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Do any aliens exist? Does any planet have conditions to live?
Answer 1:

The short answer is "not to the best of our current knowledge, and Earth is the only known planet with conditions for life as we know it", but maybe a long answer is more interesting or helpful?

We have not found any evidence for intelligent life in space, yet that is not for lack of trying. Why are we trying? Well, great scientists have asked the same question as you, and the fact that we haven't found aliens or evidence of their existence or them having visited Earth is actually known as "Fermi's paradox" . This name comes from the fact that the famous physicist Enrico Fermi thought it highly probable that Aliens should have visited our planet or solar system already, based on a few simple calculations. So the fact that they should have, but haven't, visited, is Fermi's paradox. His calculations of probability are based on several assumptions and numbers, some of which I will outline for you to explore your question a bit more.

One assumption is that the Earth is a typical planet in a typical solar system in a common place of a typical galaxy. Now consider the inconceivably large size of the universe (check out universe for an attempt at visualizing it). The stars you can see on a clear night are but a tiny fraction of what is there: there is an estimation of 200- 400 billion stars in our Galaxy, the Milky Way, alone. And the number of stars in the visible universe is estimated to be about that number multiplied with itself! If one assumes that all those stars have planets around them, an Earth- like planet does not seem such an unlikely occurrence.

Furthermore, if you consider the age of the universe (billions of years), even the enormous distances to other stars may seem within the reach of civilizations that are technologically just a bit more evolved than ours. The distance to the closest star (Proxima Centauri) in our galaxy is about 4.24 light years, and our galaxy measures around 100 light years across. You may recall that a light year is the distance light travels in one year. Fermi considered interstellar travel as feasible within the next hundred years. Travel between galaxies may be another matter (we are now talking millions of light years), but communication may still be feasible. So you can get an idea about where Fermi was coming from.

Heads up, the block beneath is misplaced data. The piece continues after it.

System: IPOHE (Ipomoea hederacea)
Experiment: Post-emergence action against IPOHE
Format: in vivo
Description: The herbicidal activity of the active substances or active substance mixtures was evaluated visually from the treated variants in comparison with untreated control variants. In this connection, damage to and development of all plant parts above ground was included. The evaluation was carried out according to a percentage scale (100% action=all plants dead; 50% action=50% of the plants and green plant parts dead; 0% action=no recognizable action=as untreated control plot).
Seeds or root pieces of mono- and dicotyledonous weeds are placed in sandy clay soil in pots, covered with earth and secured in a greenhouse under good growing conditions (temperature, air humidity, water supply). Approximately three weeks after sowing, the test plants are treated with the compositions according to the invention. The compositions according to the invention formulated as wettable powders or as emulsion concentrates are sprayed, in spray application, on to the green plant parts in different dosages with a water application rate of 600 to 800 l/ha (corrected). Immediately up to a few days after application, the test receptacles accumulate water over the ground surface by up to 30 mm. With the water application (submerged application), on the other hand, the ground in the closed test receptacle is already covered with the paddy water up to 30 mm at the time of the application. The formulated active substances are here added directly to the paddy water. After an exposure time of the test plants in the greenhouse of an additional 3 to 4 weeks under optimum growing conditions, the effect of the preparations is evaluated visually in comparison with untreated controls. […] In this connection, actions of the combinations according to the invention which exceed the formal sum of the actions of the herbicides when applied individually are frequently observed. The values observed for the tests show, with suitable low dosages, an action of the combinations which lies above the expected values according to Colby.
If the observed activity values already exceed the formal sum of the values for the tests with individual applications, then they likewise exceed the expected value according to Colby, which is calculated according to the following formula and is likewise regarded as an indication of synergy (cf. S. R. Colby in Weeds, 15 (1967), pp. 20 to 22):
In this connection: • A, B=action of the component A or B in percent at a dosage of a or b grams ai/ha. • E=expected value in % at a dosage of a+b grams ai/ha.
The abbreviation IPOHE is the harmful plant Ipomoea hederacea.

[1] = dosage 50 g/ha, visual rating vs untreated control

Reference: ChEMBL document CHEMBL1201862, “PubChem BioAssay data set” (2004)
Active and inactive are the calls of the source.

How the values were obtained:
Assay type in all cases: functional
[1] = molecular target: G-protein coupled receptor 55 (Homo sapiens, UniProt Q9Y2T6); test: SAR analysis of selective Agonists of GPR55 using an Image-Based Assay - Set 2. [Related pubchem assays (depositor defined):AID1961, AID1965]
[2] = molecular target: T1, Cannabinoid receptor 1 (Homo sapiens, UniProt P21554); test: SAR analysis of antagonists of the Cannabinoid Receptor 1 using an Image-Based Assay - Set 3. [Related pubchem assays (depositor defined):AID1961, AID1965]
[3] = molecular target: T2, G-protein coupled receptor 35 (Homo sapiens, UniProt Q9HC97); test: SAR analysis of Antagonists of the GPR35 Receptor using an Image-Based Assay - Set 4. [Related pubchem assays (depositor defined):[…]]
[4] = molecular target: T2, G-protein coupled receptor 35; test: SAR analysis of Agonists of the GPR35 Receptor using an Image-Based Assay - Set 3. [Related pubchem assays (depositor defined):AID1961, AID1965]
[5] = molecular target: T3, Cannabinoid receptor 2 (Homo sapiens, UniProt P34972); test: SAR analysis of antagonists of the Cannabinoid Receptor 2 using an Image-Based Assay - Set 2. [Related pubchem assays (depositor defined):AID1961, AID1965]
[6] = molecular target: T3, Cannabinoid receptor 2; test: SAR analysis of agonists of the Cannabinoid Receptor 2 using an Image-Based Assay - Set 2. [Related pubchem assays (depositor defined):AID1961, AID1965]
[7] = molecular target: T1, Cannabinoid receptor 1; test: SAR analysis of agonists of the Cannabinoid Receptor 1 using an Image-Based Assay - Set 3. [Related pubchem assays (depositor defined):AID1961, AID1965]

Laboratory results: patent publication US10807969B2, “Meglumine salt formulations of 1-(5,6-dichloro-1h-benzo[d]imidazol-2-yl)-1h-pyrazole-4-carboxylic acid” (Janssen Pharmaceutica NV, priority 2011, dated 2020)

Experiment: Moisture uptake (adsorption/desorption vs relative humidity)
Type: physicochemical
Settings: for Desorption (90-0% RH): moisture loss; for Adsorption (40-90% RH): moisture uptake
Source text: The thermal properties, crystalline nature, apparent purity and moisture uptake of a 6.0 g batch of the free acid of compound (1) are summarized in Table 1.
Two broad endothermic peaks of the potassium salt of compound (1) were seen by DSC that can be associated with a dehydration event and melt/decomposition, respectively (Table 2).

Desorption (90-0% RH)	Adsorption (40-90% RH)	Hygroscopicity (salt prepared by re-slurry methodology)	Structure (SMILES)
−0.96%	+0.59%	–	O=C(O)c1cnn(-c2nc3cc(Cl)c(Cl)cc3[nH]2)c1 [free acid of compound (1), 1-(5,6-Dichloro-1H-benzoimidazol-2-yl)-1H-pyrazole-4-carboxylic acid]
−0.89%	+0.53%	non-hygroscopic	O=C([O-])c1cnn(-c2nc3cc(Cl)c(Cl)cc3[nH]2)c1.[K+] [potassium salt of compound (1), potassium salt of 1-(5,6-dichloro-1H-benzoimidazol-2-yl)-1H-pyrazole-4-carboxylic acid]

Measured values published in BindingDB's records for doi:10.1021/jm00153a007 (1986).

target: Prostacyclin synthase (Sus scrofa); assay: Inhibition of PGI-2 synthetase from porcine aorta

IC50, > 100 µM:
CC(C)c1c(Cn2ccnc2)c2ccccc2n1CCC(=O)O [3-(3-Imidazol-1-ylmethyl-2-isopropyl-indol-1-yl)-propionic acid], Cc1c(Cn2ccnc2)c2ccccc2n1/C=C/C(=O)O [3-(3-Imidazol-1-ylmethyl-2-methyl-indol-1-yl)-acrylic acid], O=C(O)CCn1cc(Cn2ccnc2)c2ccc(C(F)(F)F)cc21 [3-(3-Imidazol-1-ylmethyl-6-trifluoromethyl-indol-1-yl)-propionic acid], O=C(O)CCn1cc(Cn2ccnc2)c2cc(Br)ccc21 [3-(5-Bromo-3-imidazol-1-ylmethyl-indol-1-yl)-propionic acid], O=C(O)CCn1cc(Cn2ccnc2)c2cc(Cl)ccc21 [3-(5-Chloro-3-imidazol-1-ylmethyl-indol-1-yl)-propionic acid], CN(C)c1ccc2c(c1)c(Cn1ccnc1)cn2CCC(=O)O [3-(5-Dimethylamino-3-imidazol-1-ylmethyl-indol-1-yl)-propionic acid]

Now, why have we not found any aliens or evidence of their existence? One explanation is that there is something wrong with Fermi's assumptions; for example, the one assumption that the Earth is nothing special as a planet. The more we know about life and how complex it is and what it needs, the more we learn to appreciate the special circumstances that our planet provides and the huge amount of good chance that has played a part in life and humans evolving here. Due to the scale of planets relative to that of stars and the universe, it is not easy to find out how many and what kinds of them exist, and this is an ongoing field of research. Or interstellar space travel may not be as feasible as Fermi thought, or civilizations advanced enough to pursue it may not be interested in such things anymore. There are many explanations that one can come up with, and those last two (which I just came up with as examples) are probably no less strange than many others that people have investigated. Yet this is a part of science, in areas where little is known yet: coming up with ideas and speculations, and ways to test those ideas.


Answer 2:

No one knows for sure whether aliens exist. There are theories suggesting both the absence and the presence of aliens, but we still don't have evidence of any intelligent life. For example, there are so many galaxies with so many stars with so many planets, it is likely that at least one of them has intelligent life. This suggests there should be intelligent life out there. On the opposite side of the argument, it is likely that if intelligent life existed, it would have made machines that can travel and build copies of themselves. The fact these machines haven't populated the entire universe suggests other intelligent life-forms may not be present. In the end, we have no idea what this life will look like nor behave, nor what conditions might be suitable for this life.

Because science only works with observations, we can never prove there is no other life, because it is impossible to observe something that doesn't exist. Consequently, this question will only ever be answered when we find evidence of life.


Answer 3:

It's almost a certainty that alien life exists, but we have no idea how common it is. The only place in the universe where we are absolutely certain is habitable to life is the Earth. We think the same may be true of some of the other objects in our solar system, but we're less sure of that. That there are other Earth- like planets in the universe is, again, almost certain, but they could still be quite rare.



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